‘No sign of any male things to sexually assault’: Poundland is slammed for selling ‘disgustingly sexist’ novelty ‘Booby’ and ‘Booty’ marshmallows urging shoppers to ‘squeeze’ them
- Budget chain is selling marshmallows shaped like breasts and women’s bottoms
- Products are on sale in the ‘novelty’ section for children for price of just 50p
- One shopper spotted them in Bolton branch and branded them ‘objectifying’
- Poundland defended its right to sell the sweets saying they’re ‘not for everyone’
Poundland has come under fire for selling marshmallows shaped like ‘boobies’ and ‘booties’ with packaging asking customers to ‘squeeze’ them.
The pink sweets in the shape of women’s breasts and bottoms are sold in the budget chain’s ‘novelty’ department, which is largely aimed at children.
They are on sale for 50p and have ‘squidge my cheeks’ and ‘a cracking pair’ written on the packets.
They were spotted by one shopper in Poundland’s Bolton store, Greater Manchester, triggering a furious social media backlash.
They have been dubbed ‘sexist’, ‘objectifying’ and even been accused of encouraging violence against women.
Pink sweets in the shape of women’s breasts and bottoms are being sold in Poundland’s ‘novelty’ department, which is largely aimed at children
The sweets were spotted in Bolton and triggered a major backlash on social media
Gemma Aitchison wrote on Twitter: ‘What exactly are you trying to say with these products, Poundland, to the families who come in store?
‘No sign of any male things to sexually assault. No testicles to grab at? Why do we have candy like this, usually made for children?’
They are on sale for 50p and have ‘squidge my cheeks’ and ‘be gentle’ written on the packet
She later added: ‘I know they are marshmallows and I understand that marshmallows aren’t ‘the end of the world’.
‘But I also know that sexual objectification is linked to violence and, for companies, profit.
‘Corporations create and profit from sexual objectification but don’t want any responsibility for it. We need to call them out on this.’
Others saw Ms Aitchison’s tweet and responded with more angry comments.
Josephine Liptrott, from London, wrote: ‘Oh my goodness. That is APPALLING. The sexualisation and objectification of women even in marshmallow form?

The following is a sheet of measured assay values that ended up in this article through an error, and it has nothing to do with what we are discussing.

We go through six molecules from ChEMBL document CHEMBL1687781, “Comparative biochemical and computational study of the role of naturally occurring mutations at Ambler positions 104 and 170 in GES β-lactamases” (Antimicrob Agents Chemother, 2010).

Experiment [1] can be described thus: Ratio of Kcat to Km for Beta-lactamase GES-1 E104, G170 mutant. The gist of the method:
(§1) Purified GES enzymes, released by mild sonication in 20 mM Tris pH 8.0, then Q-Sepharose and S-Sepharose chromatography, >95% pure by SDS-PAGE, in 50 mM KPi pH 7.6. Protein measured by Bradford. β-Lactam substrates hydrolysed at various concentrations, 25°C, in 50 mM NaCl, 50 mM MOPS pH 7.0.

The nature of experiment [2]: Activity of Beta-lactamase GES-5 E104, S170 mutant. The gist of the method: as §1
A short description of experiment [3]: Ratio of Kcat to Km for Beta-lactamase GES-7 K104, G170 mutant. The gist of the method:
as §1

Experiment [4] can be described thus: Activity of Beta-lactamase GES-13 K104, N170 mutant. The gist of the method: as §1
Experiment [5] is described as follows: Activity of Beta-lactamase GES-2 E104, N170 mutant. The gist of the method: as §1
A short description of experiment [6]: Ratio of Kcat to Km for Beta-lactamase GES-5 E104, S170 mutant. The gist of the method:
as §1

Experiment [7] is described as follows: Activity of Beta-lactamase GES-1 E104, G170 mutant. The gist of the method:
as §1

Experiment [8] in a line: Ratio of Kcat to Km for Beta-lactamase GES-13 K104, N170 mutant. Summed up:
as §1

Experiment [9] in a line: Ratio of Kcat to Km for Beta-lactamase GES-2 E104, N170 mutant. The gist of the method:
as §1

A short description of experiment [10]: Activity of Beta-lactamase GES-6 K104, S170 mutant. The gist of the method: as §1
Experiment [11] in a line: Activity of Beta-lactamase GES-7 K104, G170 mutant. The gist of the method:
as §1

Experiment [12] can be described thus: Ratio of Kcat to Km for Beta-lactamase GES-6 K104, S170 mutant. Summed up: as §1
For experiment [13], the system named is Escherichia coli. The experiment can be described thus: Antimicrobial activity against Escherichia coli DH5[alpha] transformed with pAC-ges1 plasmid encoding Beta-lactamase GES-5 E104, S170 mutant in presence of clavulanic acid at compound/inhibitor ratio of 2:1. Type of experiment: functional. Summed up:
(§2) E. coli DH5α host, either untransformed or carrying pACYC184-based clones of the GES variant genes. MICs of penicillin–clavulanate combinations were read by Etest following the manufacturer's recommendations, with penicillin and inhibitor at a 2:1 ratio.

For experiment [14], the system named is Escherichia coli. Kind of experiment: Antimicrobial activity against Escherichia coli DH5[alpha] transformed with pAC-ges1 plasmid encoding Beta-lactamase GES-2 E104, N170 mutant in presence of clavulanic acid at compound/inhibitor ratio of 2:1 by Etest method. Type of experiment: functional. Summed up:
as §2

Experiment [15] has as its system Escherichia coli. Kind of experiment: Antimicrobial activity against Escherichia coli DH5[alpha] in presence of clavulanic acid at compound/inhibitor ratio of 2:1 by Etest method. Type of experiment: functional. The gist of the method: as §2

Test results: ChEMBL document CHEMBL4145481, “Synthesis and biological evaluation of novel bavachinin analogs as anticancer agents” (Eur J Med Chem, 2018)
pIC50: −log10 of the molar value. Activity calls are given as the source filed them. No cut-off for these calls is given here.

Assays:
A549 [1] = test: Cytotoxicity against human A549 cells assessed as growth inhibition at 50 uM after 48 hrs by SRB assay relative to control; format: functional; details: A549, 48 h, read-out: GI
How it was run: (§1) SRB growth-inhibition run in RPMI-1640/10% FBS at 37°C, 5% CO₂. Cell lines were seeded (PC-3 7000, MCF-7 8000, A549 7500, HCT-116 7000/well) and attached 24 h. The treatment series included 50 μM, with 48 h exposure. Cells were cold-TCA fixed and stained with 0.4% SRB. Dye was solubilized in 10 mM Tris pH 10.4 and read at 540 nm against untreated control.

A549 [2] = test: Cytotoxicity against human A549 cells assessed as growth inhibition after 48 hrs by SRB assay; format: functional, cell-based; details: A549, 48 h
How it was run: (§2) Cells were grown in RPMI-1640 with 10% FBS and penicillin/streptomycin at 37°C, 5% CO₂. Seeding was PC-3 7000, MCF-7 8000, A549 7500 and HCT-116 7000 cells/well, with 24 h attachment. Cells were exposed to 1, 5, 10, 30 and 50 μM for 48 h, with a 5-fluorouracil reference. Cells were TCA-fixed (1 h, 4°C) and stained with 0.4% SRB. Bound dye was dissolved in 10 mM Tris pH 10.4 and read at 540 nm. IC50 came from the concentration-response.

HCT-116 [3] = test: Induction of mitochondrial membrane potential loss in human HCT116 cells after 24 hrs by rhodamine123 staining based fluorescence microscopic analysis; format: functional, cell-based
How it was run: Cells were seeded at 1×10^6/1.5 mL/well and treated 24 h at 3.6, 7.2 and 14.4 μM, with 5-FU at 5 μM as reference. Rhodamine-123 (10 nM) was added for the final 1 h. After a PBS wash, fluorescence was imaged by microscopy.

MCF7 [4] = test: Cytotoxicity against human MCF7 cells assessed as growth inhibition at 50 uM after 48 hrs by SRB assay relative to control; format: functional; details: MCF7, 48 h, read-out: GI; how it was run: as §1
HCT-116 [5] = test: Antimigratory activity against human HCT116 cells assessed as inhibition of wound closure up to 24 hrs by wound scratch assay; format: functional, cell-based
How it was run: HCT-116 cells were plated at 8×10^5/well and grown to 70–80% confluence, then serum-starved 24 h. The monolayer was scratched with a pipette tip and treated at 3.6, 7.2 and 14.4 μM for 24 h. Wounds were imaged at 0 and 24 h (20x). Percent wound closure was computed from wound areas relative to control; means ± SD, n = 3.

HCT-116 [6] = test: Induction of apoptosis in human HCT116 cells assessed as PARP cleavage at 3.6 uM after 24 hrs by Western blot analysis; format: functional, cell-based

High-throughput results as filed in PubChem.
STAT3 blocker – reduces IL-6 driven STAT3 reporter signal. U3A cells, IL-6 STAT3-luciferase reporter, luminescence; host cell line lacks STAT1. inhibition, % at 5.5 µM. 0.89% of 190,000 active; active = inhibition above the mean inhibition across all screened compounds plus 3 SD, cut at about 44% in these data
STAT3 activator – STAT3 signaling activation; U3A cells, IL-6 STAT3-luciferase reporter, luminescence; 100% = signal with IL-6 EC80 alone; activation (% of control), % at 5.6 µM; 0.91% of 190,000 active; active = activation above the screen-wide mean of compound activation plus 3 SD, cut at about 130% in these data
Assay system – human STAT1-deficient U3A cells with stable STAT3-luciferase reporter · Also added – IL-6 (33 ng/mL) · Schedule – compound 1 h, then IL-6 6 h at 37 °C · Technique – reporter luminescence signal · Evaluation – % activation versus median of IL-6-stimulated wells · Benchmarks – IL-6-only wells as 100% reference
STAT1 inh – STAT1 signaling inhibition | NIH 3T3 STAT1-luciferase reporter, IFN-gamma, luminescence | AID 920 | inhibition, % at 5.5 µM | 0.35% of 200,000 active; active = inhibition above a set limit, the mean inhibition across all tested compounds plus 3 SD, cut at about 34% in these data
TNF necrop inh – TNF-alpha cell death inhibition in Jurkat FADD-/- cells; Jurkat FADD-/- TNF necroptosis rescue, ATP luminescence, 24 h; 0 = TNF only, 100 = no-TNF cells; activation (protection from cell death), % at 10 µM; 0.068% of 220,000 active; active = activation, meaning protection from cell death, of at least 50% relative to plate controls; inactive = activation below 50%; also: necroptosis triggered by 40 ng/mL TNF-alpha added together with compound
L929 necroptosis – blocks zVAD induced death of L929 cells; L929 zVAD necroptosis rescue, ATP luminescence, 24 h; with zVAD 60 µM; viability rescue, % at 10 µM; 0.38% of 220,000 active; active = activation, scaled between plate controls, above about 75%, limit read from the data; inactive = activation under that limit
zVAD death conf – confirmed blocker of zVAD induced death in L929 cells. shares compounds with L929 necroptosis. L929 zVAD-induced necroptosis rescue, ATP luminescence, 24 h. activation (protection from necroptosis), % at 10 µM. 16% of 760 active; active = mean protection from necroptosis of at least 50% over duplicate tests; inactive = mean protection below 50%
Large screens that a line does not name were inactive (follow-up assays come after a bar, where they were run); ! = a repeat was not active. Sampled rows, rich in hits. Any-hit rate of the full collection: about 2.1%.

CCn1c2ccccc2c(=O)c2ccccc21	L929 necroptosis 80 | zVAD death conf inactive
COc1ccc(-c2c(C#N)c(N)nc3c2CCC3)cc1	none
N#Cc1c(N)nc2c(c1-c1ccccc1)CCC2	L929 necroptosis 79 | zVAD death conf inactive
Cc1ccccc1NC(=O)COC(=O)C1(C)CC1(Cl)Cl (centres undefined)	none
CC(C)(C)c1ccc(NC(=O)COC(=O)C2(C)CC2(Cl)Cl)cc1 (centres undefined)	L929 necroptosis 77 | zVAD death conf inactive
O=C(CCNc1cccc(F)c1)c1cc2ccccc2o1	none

‘And that pornified illustration… I’m absolutely flabbergasted that anyone thought these names and illustrations were in any way acceptable.
‘Like something out of an Anne Summers catalogue. Dear lord, Poundland, it’s still 1972 in your stores.
‘This is an absolute disgrace. So damaging to normalise such appalling sexism and objectification.’
The ‘boobies’ and ‘booty’ sweets have been dubbed ‘sexist’, ‘objectifying’ and have even been accused of encouraging violence against women
Meanwhile, another Twitter user by the name of ‘Thatcherated Fats’ wrote: ‘Disappointing to see porn culture at Poundland on the shelves.’
Another, with the username Judith’s Sword, added: ‘That is so gross. Misogynist and, unsurprisingly, also perverted.
‘Imagine your four-year-old grabbing that and caring it around the store.’
And Emma Payne commented: ‘Poundland, can you explain why on earth you are selling these sexist products?
One shopper wrote of the sweets (pictured): ‘No sign of any male things to sexually assault. No testicles to grab at? Why do we have candy like this, usually made for children?’
The packaging of the ‘booty’ Poundland sweets reads: ‘Squide my cheeks’
‘Have you thought about the impact they might have on women & children reading the packaging?’
A Poundland spokesman said: ‘If something’s offended you, we won’t force you to buy it.
‘It’s fine for you to look the other way and ignore it. Here at Poundland, we think it’s ok that sometimes we don’t always get it right for everyone.
‘Because, frankly it’s impossible to do that. Just because someone doesn’t like something we do, we also believe that doesn’t give them the automatic right to stop us doing it for thousands of other people who like it.’
Poundland defended their right to sell the sweets, despite people finding them offensive. File image used